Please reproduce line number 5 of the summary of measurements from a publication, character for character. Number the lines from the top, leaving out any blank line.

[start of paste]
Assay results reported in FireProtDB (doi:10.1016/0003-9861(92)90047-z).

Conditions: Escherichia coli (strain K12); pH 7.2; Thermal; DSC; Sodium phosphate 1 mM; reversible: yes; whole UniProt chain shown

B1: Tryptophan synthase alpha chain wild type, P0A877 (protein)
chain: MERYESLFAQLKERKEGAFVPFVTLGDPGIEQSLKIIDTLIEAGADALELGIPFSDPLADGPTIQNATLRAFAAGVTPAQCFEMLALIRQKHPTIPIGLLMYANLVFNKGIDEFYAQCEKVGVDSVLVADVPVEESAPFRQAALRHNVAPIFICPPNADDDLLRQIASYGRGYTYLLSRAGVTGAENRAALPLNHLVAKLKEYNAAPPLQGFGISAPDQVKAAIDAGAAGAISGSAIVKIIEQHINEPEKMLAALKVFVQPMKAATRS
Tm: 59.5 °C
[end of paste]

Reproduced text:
Tm: 59.5 °C